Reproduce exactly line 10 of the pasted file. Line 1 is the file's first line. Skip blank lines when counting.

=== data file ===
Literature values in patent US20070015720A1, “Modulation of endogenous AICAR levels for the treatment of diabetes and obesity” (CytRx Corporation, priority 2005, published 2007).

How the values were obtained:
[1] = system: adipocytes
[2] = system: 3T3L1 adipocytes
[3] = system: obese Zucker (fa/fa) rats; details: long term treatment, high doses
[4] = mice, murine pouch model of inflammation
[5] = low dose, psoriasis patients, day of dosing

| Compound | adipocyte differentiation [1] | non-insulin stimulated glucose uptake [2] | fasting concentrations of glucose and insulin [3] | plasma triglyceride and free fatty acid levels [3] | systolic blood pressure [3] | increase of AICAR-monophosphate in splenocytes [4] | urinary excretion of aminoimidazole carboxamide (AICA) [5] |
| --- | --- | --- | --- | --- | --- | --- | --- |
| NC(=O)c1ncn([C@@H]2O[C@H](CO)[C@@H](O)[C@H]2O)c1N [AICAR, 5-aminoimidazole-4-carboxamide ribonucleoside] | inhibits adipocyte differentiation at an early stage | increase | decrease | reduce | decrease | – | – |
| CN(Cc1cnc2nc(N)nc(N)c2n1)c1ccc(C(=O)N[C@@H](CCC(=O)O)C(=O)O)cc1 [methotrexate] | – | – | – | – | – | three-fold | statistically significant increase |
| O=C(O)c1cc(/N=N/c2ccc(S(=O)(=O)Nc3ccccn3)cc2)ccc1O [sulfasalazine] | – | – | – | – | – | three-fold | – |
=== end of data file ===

| NC(=O)c1ncn([C@@H]2O[C@H](CO)[C@@H](O)[C@H]2O)c1N [AICAR, 5-aminoimidazole-4-carboxamide ribonucleoside] | inhibits adipocyte differentiation at an early stage | increase | decrease | reduce | decrease | – | – |